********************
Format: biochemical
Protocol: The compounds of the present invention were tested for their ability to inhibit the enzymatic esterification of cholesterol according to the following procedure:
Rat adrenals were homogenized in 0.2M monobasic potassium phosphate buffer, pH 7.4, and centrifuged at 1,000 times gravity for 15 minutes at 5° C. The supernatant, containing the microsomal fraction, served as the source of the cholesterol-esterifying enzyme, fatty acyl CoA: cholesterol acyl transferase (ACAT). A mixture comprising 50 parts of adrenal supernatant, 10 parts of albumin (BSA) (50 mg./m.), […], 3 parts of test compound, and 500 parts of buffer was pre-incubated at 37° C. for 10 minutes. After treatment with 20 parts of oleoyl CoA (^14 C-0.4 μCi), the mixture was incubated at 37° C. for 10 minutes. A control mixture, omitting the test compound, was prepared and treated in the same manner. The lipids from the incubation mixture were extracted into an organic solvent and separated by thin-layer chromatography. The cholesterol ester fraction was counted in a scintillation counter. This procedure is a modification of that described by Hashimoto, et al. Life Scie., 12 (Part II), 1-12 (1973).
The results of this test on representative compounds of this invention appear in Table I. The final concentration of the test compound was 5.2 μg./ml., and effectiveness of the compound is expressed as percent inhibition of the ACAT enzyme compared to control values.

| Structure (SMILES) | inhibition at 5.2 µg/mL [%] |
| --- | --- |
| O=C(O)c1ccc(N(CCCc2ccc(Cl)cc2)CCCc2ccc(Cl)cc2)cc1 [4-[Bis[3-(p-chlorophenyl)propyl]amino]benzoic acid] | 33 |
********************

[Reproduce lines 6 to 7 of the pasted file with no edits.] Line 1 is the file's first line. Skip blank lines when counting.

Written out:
| --- | --- |
| O=C(O)c1ccc(N(CCCc2ccc(Cl)cc2)CCCc2ccc(Cl)cc2)cc1 [4-[Bis[3-(p-chlorophenyl)propyl]amino]benzoic acid] | 33 |